This article was published in Australian Dictionary of Biography, Volume 6, (MUP), 1976
John Brown Watt (1826-1897), merchant, businessman and politician, was born on 16 May 1826 in Edinburgh, eldest son of Alexander Hamilton Watt and his wife Margaret, née Gilchrist. He matriculated at the University of Edinburgh in 1840, but a severe pulmonary illness led him to migrate to Australia. He arrived in Sydney in the Benares on 6 December 1842 and became a clerk in the mercantile and shipping firm of (John) Gilchrist (his uncle) and Alexander.
Watt's journal and letters to his father in 1845-58 reveal him as an introspective and intensely religious Calvinist. Almost a recluse, enduring a clerk's soulless life for less than £50 a year, he immersed himself in business but often thought of going to the bush; in 1848 he spent a year travelling in the interior and North Queensland. He went to England in 1850 and, on hearing of the discovery of gold, he obtained a diploma as an assayer of precious metals. On his return he induced Gilchrist to enter the lucrative gold-buying business. His perseverance and foresight were rewarded when he was made a partner in 1852. When John Alexander retired in 1853, the firm became Gilchrist, Watt & Co. and on the death of his uncle in 1866 Watt became the senior partner.
With a branch in London in 1860, the business continued to flourish and Watt began to rise in society, gaining respect for his probity and judgment. In 1861 he was appointed to the Legislative Council and next year to a board of inquiry into the Post Office Department. On 30 July at St Paul's Church, Canterbury, Sydney, he married Mary Jane (d.1879), daughter of George Kenyon Holden. In 1866, in bad health, he resigned from the council and left for a long holiday, returning to Sydney late in 1868. Involved in the Pacific islands trade, he headed a deputation of Sydney merchants and others to (Sir) Henry Parkes in 1873 seeking the British annexation of Fiji.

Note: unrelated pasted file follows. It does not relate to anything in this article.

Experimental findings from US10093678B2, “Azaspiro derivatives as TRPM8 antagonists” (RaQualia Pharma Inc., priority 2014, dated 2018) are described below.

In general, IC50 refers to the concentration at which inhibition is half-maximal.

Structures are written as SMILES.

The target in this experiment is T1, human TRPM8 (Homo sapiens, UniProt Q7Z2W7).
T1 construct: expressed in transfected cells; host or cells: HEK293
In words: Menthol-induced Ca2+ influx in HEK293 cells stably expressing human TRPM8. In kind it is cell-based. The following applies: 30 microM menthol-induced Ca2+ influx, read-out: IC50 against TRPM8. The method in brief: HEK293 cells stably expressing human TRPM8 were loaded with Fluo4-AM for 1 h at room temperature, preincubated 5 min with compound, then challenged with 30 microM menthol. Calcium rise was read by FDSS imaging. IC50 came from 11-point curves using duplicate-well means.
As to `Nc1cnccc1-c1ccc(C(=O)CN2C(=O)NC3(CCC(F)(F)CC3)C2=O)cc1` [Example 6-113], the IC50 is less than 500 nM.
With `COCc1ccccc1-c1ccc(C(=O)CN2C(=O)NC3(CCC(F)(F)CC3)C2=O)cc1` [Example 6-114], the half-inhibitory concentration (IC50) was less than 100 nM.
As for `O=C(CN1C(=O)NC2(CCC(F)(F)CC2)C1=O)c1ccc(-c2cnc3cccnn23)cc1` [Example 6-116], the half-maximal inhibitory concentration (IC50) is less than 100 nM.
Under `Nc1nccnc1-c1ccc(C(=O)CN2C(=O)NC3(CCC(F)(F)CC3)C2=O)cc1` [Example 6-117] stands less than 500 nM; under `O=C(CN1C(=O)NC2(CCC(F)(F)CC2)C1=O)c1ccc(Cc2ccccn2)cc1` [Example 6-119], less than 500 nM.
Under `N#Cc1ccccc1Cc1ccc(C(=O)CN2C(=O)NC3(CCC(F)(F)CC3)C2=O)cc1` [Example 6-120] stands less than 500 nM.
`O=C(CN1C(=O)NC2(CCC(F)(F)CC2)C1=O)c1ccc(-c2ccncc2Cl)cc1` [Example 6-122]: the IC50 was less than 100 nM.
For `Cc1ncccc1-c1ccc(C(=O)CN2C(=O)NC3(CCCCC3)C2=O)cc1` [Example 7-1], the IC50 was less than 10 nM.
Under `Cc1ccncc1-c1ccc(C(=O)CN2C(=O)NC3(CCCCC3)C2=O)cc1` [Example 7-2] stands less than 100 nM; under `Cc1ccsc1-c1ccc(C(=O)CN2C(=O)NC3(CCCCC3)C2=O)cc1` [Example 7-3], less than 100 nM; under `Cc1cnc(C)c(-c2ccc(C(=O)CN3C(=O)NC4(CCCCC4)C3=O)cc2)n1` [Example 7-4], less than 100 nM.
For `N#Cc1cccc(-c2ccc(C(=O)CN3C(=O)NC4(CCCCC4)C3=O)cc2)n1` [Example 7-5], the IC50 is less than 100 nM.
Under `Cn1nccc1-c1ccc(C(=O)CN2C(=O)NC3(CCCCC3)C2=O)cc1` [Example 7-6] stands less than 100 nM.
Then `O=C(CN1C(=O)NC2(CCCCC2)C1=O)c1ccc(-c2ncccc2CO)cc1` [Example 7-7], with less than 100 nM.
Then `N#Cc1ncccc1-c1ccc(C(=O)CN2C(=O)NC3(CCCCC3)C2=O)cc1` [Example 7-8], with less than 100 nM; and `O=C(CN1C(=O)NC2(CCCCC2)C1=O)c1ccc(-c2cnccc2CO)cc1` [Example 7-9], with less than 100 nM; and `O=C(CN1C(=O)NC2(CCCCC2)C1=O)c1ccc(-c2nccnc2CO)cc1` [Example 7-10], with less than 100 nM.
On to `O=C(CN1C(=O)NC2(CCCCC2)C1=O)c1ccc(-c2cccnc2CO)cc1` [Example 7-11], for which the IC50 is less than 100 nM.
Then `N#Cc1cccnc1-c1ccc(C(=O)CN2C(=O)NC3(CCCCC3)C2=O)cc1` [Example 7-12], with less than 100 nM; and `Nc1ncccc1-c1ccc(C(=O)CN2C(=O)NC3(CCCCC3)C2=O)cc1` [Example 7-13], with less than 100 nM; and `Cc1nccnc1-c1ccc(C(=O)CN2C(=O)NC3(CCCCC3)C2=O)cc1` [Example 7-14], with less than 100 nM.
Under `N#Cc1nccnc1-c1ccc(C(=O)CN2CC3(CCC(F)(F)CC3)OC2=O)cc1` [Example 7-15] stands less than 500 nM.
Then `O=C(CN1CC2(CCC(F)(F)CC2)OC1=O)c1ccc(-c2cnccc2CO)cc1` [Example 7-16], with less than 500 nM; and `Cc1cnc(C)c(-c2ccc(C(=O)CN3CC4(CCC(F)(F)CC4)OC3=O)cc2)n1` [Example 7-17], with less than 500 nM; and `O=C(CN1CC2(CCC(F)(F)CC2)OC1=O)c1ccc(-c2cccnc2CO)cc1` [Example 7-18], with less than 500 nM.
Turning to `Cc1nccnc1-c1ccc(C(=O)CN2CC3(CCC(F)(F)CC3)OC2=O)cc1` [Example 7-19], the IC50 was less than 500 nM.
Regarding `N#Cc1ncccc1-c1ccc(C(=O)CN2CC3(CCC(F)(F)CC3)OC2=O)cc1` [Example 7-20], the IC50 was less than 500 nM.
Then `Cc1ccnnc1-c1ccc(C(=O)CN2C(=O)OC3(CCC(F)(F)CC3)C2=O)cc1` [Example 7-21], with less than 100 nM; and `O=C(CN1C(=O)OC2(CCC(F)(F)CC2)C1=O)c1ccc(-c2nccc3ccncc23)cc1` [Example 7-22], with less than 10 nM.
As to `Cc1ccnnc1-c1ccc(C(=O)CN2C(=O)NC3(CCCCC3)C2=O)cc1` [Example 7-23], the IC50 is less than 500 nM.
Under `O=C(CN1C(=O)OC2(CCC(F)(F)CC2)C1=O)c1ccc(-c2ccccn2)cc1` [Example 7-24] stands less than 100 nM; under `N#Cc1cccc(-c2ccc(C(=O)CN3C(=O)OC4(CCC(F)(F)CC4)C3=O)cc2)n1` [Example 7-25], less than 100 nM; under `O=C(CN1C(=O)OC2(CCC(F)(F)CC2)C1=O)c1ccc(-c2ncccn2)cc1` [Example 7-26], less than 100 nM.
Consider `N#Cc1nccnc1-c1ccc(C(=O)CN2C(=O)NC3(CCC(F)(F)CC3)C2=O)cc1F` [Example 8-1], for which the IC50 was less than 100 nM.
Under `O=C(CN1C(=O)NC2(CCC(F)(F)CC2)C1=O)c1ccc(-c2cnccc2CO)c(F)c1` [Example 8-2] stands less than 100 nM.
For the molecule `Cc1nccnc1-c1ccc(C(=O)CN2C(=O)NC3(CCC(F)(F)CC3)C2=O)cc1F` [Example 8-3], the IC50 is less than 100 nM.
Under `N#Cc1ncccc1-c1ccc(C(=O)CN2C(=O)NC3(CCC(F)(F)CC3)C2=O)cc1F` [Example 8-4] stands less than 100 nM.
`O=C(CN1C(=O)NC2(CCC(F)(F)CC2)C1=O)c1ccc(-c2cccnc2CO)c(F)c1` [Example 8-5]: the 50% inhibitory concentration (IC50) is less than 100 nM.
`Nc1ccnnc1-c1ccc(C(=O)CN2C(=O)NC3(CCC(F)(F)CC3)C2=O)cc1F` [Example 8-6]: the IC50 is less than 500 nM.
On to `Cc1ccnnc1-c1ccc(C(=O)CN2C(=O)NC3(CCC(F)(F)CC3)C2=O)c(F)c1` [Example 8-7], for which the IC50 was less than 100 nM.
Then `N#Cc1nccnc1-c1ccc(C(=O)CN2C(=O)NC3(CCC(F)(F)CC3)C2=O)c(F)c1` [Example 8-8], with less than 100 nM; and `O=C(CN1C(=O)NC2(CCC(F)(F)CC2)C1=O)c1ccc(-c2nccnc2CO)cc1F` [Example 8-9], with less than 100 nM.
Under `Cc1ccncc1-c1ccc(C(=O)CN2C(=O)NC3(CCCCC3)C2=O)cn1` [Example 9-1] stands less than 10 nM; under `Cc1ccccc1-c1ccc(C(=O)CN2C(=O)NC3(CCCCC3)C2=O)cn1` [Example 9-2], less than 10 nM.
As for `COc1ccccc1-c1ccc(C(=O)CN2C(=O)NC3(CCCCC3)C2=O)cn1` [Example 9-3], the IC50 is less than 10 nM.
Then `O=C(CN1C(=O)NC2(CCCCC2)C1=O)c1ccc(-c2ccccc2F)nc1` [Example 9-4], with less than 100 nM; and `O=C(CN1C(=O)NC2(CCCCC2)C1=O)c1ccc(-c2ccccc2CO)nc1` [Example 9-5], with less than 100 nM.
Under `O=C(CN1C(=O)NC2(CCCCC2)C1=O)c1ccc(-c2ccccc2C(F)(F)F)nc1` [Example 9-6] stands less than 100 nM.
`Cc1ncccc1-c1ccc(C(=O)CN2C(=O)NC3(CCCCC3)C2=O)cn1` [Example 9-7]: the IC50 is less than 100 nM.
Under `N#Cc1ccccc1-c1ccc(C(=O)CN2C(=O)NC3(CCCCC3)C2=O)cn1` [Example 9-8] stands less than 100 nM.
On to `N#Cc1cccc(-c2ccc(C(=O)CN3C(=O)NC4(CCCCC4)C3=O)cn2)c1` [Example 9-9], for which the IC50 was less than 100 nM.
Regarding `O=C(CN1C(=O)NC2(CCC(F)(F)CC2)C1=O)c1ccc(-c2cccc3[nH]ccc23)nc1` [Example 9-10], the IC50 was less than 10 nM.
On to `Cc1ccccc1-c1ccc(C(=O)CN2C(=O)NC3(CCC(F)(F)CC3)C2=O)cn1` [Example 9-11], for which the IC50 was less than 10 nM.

Watt was a director of the New South Wales Marine Assurance Co., the Liverpool & London & Globe Insurance Co., the Union Bank of Australia, the Australasian Steam Navigation Co., the Clarence and Richmond River Steam Navigation Co., the Pyrmont Bridge Co., the Australian Gaslight Co., the Sydney Meat Preserving Co., the Colonial Sugar Refining Co. (in 1880-84, 1886-88), and of the Sydney Exchange Co. He was chairman of the Newcastle Coal and Copper Co., and the Mutual Life Association of Australasia; president of the Commercial, Pastoral and Agricultural Association and of the Sydney Chamber of Commerce in 1870-71 and 1879-83. With Robert Towns and Jacob Montefiore, Watt had helped to revive the chamber in 1865. An ardent free trader, he was also vice-president of the Marine Board of New South Wales in 1872-83. He invested in pastoral property in New South Wales and Queensland.